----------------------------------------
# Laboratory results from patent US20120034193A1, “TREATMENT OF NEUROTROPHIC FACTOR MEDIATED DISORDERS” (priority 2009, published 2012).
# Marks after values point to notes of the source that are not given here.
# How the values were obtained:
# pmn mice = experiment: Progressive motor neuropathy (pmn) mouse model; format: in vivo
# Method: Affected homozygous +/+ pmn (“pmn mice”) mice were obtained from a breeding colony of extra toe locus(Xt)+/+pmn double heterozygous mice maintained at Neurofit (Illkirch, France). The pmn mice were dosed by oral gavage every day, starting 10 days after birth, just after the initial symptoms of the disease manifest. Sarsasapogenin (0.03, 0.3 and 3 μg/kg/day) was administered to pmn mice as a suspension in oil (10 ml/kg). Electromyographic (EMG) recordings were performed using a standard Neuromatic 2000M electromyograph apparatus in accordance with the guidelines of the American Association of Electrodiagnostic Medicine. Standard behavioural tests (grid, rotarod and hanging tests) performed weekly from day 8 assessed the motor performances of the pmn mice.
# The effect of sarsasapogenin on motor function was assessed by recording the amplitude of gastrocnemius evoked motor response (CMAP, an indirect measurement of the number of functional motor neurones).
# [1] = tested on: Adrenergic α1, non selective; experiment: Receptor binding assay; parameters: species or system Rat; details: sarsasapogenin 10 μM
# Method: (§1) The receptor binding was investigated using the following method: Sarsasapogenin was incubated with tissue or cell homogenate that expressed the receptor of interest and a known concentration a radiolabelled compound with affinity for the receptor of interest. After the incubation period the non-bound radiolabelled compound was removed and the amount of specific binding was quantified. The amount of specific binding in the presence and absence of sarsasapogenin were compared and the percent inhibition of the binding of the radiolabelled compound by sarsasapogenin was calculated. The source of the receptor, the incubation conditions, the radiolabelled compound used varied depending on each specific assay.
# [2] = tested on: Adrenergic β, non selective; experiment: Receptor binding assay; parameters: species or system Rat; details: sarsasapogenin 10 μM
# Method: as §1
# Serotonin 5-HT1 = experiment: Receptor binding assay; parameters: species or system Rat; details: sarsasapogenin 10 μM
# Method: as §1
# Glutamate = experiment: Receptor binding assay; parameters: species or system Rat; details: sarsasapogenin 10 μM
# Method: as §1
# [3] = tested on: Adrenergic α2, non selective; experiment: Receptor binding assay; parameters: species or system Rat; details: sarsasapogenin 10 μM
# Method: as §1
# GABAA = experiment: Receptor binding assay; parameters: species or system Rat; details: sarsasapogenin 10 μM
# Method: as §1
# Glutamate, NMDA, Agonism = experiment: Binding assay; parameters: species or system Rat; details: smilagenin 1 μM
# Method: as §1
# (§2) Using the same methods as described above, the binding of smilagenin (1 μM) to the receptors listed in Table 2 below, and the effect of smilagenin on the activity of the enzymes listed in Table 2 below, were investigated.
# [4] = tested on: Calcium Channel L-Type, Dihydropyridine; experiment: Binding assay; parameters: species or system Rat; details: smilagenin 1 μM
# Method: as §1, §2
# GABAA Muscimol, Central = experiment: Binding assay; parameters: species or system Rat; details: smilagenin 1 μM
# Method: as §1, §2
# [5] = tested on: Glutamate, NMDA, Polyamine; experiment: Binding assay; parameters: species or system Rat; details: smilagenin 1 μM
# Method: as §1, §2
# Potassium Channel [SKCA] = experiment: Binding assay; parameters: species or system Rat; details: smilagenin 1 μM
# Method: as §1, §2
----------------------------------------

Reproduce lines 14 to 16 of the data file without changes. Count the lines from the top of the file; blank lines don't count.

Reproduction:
# Method: as §1
# [3] = tested on: Adrenergic α2, non selective; experiment: Receptor binding assay; parameters: species or system Rat; details: sarsasapogenin 10 μM
# Method: as §1